Workplace transformation is the most important phenomenon, particularly in light of the volatility in the way of working in the recent turbulence and the rapid change of the business landscape. Organizations and employees need to adapt quickly to the widespread proliferation of information technology, which impacts the way people connect, collaborate, and communicate in the workplace. In order to meet these demands, firms must adopt innovative solutions that may boost employee productivity.
In this template, we will be focusing on providing a few tips for managers to reflect on before introducing a new tool to their team.
As working styles shift from on-premise to remote to hybrid, and as the preferences of a multi-generational workforce shift, there appears to be an ongoing need to evaluate and revisit the capability of the current tool, as well as introduce new tools from time to time. To make sure the change from the old tool to the new tool goes smoothly, managers need to understand and plan for the possibility of resistance and problems during adaptation. They also need to map out a path to a successful transition.
1. What kind of resistance do you foresee from your team to accepting this new tool?
a. Resistance to the effort? – I’m comfortable with the current system/process. A new tool would mean more training! I don’t have time for that!
b. Resistance to risk? – What if the tool doesn’t work? What if something goes wrong? Is this tool only going to make my job harder?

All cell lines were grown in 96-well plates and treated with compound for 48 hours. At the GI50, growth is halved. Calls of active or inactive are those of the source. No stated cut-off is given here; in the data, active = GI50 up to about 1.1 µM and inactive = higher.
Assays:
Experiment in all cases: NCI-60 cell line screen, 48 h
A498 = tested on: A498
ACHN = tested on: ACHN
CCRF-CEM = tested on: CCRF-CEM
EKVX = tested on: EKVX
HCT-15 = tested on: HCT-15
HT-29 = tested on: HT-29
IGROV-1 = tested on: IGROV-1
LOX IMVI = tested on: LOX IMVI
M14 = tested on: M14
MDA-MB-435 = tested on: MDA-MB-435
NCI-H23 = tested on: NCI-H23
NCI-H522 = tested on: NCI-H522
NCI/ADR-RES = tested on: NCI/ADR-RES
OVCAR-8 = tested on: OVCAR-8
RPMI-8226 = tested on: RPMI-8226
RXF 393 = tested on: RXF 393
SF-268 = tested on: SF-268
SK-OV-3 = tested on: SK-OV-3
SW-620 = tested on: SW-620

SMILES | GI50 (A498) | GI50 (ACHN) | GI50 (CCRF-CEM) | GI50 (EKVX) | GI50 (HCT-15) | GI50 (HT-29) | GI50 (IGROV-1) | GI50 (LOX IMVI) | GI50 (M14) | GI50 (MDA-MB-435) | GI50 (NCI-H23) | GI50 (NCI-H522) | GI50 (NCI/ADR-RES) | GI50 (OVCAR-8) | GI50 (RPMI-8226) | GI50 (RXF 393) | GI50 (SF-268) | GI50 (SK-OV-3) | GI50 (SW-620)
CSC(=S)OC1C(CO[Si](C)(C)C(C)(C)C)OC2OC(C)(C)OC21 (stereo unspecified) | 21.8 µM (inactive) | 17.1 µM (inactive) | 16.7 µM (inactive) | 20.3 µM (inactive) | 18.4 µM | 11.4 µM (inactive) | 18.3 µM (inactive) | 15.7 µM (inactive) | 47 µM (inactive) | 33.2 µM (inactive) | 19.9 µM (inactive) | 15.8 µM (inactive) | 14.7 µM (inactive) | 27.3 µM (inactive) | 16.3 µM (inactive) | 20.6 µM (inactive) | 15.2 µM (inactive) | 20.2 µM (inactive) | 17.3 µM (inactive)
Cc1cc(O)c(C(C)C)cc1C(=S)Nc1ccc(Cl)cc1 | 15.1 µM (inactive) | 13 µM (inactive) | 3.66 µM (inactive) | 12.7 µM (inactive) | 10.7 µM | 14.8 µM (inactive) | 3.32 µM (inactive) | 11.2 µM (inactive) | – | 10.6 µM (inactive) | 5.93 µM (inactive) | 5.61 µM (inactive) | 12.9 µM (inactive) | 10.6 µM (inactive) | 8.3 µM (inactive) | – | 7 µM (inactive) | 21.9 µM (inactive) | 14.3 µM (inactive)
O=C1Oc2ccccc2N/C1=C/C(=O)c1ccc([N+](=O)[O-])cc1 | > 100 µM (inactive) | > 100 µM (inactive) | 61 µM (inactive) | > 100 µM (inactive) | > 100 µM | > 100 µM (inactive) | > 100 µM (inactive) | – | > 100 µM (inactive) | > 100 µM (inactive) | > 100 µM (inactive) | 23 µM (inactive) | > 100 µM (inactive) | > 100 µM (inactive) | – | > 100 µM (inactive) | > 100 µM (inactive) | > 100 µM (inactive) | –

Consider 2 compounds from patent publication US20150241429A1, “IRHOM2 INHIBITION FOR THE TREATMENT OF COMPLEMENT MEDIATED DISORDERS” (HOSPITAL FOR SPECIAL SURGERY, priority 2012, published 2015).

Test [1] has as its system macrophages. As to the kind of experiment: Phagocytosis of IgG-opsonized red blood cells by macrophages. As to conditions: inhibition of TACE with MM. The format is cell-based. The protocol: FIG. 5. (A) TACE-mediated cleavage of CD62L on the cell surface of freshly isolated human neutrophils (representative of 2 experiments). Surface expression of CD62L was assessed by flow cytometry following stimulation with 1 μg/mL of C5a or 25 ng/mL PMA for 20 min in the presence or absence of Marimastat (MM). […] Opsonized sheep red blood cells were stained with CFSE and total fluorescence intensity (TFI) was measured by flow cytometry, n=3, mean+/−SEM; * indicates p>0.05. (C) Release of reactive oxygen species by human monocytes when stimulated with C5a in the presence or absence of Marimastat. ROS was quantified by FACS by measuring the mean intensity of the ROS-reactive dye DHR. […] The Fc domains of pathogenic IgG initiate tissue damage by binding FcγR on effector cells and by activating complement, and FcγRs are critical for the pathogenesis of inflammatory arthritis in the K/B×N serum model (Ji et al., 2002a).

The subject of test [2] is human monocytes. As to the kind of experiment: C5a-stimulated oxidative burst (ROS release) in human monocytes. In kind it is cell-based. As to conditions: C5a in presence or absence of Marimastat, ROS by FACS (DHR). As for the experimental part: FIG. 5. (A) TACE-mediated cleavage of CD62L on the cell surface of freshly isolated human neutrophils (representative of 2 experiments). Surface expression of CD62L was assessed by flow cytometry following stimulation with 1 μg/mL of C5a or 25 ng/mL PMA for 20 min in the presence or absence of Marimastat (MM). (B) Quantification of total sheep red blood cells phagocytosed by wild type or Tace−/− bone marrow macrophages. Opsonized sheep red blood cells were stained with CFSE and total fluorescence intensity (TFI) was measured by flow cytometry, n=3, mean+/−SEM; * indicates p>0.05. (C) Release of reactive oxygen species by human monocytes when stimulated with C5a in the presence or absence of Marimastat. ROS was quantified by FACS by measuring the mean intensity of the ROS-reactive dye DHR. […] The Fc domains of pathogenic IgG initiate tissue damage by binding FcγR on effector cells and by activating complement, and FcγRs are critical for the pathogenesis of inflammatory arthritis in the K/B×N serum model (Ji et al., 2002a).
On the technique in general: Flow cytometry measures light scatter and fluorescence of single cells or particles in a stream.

c. Resistance to change? – What I’m using right now is not THAT BAD! We are doing ok with that. Then why change? Let us just stick with the existing tools!
2. How are you making sure to ensure a smooth and easy experience for your team and your stakeholders? Do you have a plan to address the following things?
a. Ensuring a user-friendly UI/UX?.
b. Creating different used cases to test and experiment the tool.
c. Communicating why change and how will it help?.
d. Identify and nominate champions who can experiment and act as the ambassadors of the new tool?
e. Plan enough roadshows, and FAQs to address the resistance? (Refer to the previous question to elaborate on your responses.)
f. Planned a series of orientations (both virtual and on-demand) to make the users/stakeholders familiar with the new tool
g. Celebrating successful implementation and sharing positive user experiences
1. The tool introduction is simple and straightforward without jargon.
2. I have at least 2 to 3 key features that are directly relevant to my target group and applicable to my company.
3. I have gathered a sufficient number of challenges that my target group might face while adapting to the new tool.
4. I am prepared to address at least the top 5 challenges that my target group might face.
5. I know how to overcome the resistance from my target group about the acceptability of the tool.
6. I have identified and trained my champions, who can influence my target group to use the new tool.
7. I am prepared to answer a few tough questions that my target group might ask me that convey the resistance to change.
8. I have included enough examples of the features of the new tool.
9. I can give my target group a chance to explore the new tool during or just after the orientation.
10. I have a feedback mechanism where I can gather user experience.
11. I have a team to evaluate and work on actions coming from the user feedback.
12. I have a mechanism to communicate back and close the feedback loop with the appropriate actions taken.
Check out more thought-provoking questions for reflection at https://www.fincenti.com
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